We examine a novel variation of the classic cylindrical can optimization
problem encountered in almost every first-semester calculus course: to minimize
the cost of the material used to make the can, which amounts to minimizing
the surface area given a fixed volume. The result is a height equal to
the diameter of the circular top (square front profile).
We add a distribution/storage ("ship+store") cost (based on real data) to
the material cost to get a total cost to minimize.
We show two things numerically:
• For low ship+store costs, the material cost dominates and the can has the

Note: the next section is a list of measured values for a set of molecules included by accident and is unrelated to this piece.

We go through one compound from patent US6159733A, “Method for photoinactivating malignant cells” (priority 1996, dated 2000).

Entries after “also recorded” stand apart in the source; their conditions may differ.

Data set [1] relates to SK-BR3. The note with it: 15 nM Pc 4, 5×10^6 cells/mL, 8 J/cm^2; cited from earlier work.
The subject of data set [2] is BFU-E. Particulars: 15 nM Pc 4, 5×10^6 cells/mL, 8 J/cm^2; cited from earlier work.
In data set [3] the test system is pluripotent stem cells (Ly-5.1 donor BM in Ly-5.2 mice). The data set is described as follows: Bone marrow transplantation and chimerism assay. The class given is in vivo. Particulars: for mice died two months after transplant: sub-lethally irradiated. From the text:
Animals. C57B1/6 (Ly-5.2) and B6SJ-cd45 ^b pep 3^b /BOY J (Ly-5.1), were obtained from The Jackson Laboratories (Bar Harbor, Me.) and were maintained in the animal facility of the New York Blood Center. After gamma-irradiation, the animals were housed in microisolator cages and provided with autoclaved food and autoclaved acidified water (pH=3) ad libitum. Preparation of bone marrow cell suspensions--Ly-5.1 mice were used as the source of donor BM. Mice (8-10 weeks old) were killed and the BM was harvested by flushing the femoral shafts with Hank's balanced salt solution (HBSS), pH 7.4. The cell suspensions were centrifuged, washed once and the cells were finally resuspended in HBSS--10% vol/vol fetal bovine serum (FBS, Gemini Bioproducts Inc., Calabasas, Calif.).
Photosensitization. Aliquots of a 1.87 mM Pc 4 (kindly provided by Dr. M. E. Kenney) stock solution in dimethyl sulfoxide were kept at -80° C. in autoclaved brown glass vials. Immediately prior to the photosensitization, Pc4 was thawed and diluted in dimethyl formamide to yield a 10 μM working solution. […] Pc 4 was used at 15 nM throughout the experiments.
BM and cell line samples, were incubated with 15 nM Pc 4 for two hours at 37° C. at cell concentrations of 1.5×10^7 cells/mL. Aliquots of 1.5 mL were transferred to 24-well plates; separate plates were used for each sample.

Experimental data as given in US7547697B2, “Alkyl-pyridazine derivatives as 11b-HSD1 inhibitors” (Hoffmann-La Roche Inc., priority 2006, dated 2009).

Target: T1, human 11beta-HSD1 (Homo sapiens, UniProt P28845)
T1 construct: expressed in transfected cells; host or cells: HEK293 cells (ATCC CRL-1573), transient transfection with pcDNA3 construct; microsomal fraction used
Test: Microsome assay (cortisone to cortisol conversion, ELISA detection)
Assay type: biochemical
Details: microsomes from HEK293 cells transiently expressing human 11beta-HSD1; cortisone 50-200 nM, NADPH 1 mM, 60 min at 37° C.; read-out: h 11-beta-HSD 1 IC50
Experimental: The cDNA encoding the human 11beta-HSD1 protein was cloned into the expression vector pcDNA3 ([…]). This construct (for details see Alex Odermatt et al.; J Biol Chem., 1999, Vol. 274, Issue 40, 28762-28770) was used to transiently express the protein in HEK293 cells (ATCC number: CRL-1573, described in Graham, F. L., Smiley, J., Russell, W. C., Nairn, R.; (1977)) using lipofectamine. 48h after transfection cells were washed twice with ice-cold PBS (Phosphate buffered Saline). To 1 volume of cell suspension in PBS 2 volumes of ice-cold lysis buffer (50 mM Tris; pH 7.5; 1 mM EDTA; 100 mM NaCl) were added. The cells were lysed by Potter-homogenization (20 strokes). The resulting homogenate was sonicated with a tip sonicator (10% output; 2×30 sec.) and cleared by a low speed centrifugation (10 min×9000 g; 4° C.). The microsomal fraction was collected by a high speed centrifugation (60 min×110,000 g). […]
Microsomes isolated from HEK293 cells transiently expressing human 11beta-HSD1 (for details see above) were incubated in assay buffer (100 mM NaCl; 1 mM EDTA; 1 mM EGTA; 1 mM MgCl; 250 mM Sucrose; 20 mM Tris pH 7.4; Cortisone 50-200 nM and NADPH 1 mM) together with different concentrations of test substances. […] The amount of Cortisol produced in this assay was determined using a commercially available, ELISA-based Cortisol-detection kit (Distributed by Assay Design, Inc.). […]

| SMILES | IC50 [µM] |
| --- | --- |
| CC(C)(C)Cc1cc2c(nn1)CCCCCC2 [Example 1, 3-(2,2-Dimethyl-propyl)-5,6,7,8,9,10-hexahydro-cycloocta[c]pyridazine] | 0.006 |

classic square profile.
• For ship+store costs above a critical value, the symmetry of the square
is broken and the can takes on a rectangular profile resulting from the
rectangular geometry of the distribution truck or shelf/cabinet area for
Interestingly, the can dimensions remain constant (at different values)
above and below the critical ship+store cost, exactly as with a Landau "meanfield"
phase transition in statistical mechanics. The parameter for the cost of
ship+store appears exactly as an inverse-temperature in magnetic systems,
and this Landau-type transition has the same basic phenomenology as a Landau
approximation to a magnetic system that is non-magnetic above a critical
temperature (paramagnetic) but magnetizes below a critical temperature
(ferromagnetic), much like a Curie temperature for a discontinuous phase
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